We actually started our life as a company together in November — as a horizontal company. We looked at the industry and evaluated where we could provide value. We talked to probably 150 people in existing cell-based meat companies, as well as academic researchers and nonprofit advocates. We found that people liked our vision of how to engineer biology using data science and automation, but as an incremental improvement, they didn’t see that it was pivotal to their success.

Andra’s degree from the University of Oxford is in interdisciplinary biosciences, so she took a lot of courses in engineering, statistics, math, and hardware acquisition in order to understand all the tools that she could use as a biologist to do better research.

Despite our backgrounds, when we approached companies, they just didn’t catch our vision. We were also looking at all the other companies that were providing technology and tools for human tissue engineering — like cell lines, the scaffolding, and the bioreactors. We were evaluating their capacity to re-engineer their technology to come into our market, because if they were well poised to do that, then that’s probably not a place we would provide unique value. We took a full view of the R&D to product pipeline. With this understanding and with our unique differentiators, we saw that we worked best as a vertically integrated company. So in April, we decided to deliver pork to people using our technology.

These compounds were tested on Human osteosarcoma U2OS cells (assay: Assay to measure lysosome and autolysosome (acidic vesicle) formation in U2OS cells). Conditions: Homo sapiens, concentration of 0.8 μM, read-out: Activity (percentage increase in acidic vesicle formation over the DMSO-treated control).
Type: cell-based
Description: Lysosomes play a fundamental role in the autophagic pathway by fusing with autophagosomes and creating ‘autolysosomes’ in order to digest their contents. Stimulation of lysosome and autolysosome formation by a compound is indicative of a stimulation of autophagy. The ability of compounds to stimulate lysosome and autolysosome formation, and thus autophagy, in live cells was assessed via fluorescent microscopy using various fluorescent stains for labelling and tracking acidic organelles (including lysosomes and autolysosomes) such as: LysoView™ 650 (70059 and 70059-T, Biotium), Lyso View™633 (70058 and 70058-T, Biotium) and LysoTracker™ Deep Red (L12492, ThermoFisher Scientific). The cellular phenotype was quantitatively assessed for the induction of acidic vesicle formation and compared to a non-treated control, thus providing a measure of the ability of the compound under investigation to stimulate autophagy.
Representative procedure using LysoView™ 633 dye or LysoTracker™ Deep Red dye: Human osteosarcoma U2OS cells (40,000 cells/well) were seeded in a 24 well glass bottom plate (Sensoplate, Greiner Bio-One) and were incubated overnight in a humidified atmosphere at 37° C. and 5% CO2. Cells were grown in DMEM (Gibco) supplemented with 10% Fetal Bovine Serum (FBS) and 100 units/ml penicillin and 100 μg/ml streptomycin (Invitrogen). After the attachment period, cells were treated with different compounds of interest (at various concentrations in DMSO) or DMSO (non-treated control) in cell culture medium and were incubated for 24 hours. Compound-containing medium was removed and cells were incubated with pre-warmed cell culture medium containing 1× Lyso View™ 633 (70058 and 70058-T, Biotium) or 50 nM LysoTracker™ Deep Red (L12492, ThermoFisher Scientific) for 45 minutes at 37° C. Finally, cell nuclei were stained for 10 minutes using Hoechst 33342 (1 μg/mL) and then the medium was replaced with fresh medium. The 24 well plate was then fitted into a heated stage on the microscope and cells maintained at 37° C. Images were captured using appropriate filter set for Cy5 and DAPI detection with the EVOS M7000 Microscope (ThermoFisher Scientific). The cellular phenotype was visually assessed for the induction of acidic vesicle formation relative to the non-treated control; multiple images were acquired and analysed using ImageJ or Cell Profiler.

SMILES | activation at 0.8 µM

If you succeed, how do you think you will change the food industry landscape?

We can make tastier, healthier, and more sustainable meat. The way that meat is made now is kind of a race to the bottom. There is an appetite for really cheap meat. You have industrial animal agriculture that is creating more and more negative externalities for the world: climate change, deforestation, species lost, human health concerns like antibiotic-resistant infections, concentrated animal feedlots or feed sheds, which means poor animal welfare. We can change all that.

There’s only so much you can engineer an animal to give you different tastes, textures and food experiences. With cell-based meat, we control the entire environment in which we grow our cells. This means we can start with the perception of how humans enjoy meat, and then craft our meat to deliver new, interesting, better experiences. We can also take away a lot of the negative human health aspects I mentioned before. This world of cell-based meat is obviously much better for animals. They will be able to live their own natural lives.

What are the lessons learned coming from your old company to New Age Meats as CEO?